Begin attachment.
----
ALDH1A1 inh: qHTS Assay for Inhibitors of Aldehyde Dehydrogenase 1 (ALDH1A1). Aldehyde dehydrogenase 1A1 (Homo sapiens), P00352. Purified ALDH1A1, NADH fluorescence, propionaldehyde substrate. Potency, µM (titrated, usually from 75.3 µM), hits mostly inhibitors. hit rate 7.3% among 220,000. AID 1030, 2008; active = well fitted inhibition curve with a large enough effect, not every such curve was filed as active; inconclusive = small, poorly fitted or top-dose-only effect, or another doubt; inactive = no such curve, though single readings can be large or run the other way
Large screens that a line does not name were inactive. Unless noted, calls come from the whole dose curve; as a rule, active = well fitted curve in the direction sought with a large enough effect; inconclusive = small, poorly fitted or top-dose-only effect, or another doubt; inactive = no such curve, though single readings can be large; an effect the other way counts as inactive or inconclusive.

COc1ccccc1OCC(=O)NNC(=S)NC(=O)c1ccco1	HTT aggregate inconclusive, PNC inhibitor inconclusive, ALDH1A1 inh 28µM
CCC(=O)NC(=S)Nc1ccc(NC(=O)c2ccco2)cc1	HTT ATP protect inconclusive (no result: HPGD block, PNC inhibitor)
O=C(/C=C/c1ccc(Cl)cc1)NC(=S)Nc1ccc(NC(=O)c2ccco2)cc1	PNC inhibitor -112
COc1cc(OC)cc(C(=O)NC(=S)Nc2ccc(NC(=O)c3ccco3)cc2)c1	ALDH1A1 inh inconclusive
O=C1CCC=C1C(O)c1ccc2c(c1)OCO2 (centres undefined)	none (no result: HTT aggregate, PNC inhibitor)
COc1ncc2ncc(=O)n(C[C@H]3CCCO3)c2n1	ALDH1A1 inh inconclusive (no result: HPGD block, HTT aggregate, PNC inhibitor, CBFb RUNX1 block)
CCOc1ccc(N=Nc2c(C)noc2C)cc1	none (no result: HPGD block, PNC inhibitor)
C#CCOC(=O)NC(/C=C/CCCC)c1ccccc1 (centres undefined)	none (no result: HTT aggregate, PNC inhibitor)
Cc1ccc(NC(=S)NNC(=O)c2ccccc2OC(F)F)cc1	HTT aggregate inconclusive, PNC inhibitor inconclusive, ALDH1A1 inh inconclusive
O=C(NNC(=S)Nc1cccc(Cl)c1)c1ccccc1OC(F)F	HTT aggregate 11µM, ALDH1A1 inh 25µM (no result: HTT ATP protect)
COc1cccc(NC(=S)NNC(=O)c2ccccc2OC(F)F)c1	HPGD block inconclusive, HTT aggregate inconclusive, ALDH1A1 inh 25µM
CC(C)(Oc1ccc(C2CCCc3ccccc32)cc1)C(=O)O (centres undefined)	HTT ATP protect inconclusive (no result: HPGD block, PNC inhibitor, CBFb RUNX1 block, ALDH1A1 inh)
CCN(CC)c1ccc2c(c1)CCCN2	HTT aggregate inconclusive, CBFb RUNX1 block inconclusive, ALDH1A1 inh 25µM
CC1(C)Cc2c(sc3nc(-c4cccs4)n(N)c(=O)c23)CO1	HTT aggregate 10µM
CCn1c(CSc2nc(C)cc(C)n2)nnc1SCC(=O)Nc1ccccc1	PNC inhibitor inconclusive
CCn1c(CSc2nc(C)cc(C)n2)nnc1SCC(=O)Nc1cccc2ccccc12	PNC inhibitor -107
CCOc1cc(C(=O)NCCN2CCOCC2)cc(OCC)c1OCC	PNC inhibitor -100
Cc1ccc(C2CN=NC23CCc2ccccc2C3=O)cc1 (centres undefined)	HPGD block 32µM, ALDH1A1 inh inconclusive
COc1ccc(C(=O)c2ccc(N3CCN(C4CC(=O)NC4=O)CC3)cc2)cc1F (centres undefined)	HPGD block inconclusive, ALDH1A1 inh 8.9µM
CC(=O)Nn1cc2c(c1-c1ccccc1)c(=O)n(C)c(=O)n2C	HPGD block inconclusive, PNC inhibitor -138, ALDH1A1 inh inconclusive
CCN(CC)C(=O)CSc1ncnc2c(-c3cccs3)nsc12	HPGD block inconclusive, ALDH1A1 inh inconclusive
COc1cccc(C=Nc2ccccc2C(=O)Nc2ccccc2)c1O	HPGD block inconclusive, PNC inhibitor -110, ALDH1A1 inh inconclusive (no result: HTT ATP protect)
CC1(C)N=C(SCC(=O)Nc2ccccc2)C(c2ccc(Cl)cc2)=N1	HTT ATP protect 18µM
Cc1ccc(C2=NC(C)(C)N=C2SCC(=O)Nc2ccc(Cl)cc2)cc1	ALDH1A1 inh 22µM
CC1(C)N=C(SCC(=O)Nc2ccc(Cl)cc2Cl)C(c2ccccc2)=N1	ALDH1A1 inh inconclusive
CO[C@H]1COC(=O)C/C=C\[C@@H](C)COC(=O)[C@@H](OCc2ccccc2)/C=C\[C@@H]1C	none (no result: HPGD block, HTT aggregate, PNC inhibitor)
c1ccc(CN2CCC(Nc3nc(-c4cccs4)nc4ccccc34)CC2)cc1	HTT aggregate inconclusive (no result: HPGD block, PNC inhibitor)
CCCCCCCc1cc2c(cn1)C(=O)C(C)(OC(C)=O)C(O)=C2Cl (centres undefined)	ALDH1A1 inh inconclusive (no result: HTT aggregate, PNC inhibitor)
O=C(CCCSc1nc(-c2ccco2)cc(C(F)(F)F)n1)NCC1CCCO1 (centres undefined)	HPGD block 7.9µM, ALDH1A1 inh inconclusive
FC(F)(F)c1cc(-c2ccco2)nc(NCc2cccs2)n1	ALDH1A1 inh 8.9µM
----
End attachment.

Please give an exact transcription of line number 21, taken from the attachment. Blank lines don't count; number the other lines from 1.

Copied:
COc1ccc(C(=O)c2ccc(N3CCN(C4CC(=O)NC4=O)CC3)cc2)cc1F (centres undefined)	HPGD block inconclusive, ALDH1A1 inh 8.9µM